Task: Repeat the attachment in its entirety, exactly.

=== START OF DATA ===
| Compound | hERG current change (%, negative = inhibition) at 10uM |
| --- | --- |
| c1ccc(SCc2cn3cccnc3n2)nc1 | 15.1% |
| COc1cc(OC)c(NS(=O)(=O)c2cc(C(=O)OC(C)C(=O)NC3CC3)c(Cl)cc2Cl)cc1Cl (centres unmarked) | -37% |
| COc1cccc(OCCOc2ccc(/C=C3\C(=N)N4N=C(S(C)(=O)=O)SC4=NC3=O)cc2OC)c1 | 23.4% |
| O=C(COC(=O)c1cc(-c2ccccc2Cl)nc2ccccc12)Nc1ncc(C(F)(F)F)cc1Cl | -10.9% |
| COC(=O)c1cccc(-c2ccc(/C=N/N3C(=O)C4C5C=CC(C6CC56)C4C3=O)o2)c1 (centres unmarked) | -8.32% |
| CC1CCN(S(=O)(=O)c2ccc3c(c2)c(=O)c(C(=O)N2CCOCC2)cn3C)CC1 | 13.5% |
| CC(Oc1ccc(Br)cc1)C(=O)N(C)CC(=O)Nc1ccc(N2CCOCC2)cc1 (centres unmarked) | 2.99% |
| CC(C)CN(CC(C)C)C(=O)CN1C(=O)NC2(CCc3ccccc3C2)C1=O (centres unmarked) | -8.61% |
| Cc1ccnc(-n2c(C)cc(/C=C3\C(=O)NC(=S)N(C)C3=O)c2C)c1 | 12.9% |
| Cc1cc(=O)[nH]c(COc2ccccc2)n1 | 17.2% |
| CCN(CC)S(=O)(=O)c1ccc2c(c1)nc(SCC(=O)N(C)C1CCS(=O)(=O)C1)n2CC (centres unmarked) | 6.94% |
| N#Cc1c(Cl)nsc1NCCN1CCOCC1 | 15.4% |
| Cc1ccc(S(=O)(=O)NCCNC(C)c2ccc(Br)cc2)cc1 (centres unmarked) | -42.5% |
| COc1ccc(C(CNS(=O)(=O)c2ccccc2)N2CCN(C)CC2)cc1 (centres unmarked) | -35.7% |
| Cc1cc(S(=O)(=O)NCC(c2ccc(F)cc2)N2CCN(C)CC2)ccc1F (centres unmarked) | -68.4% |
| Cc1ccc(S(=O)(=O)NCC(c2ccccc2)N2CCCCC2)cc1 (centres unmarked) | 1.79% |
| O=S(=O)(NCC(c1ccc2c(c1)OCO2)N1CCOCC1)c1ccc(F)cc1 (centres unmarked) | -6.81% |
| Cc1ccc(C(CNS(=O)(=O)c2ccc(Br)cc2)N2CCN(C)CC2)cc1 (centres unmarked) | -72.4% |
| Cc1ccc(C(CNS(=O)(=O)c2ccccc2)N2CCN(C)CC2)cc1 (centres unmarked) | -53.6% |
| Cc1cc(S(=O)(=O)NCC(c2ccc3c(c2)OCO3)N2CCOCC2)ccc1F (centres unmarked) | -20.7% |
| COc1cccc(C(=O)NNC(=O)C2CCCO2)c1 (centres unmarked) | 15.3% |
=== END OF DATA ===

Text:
| Compound | hERG current change (%, negative = inhibition) at 10uM |
| --- | --- |
| c1ccc(SCc2cn3cccnc3n2)nc1 | 15.1% |
| COc1cc(OC)c(NS(=O)(=O)c2cc(C(=O)OC(C)C(=O)NC3CC3)c(Cl)cc2Cl)cc1Cl (centres unmarked) | -37% |
| COc1cccc(OCCOc2ccc(/C=C3\C(=N)N4N=C(S(C)(=O)=O)SC4=NC3=O)cc2OC)c1 | 23.4% |
| O=C(COC(=O)c1cc(-c2ccccc2Cl)nc2ccccc12)Nc1ncc(C(F)(F)F)cc1Cl | -10.9% |
| COC(=O)c1cccc(-c2ccc(/C=N/N3C(=O)C4C5C=CC(C6CC56)C4C3=O)o2)c1 (centres unmarked) | -8.32% |
| CC1CCN(S(=O)(=O)c2ccc3c(c2)c(=O)c(C(=O)N2CCOCC2)cn3C)CC1 | 13.5% |
| CC(Oc1ccc(Br)cc1)C(=O)N(C)CC(=O)Nc1ccc(N2CCOCC2)cc1 (centres unmarked) | 2.99% |
| CC(C)CN(CC(C)C)C(=O)CN1C(=O)NC2(CCc3ccccc3C2)C1=O (centres unmarked) | -8.61% |
| Cc1ccnc(-n2c(C)cc(/C=C3\C(=O)NC(=S)N(C)C3=O)c2C)c1 | 12.9% |
| Cc1cc(=O)[nH]c(COc2ccccc2)n1 | 17.2% |
| CCN(CC)S(=O)(=O)c1ccc2c(c1)nc(SCC(=O)N(C)C1CCS(=O)(=O)C1)n2CC (centres unmarked) | 6.94% |
| N#Cc1c(Cl)nsc1NCCN1CCOCC1 | 15.4% |
| Cc1ccc(S(=O)(=O)NCCNC(C)c2ccc(Br)cc2)cc1 (centres unmarked) | -42.5% |
| COc1ccc(C(CNS(=O)(=O)c2ccccc2)N2CCN(C)CC2)cc1 (centres unmarked) | -35.7% |
| Cc1cc(S(=O)(=O)NCC(c2ccc(F)cc2)N2CCN(C)CC2)ccc1F (centres unmarked) | -68.4% |
| Cc1ccc(S(=O)(=O)NCC(c2ccccc2)N2CCCCC2)cc1 (centres unmarked) | 1.79% |
| O=S(=O)(NCC(c1ccc2c(c1)OCO2)N1CCOCC1)c1ccc(F)cc1 (centres unmarked) | -6.81% |
| Cc1ccc(C(CNS(=O)(=O)c2ccc(Br)cc2)N2CCN(C)CC2)cc1 (centres unmarked) | -72.4% |
| Cc1ccc(C(CNS(=O)(=O)c2ccccc2)N2CCN(C)CC2)cc1 (centres unmarked) | -53.6% |
| Cc1cc(S(=O)(=O)NCC(c2ccc3c(c2)OCO3)N2CCOCC2)ccc1F (centres unmarked) | -20.7% |
| COc1cccc(C(=O)NNC(=O)C2CCCO2)c1 (centres unmarked) | 15.3% |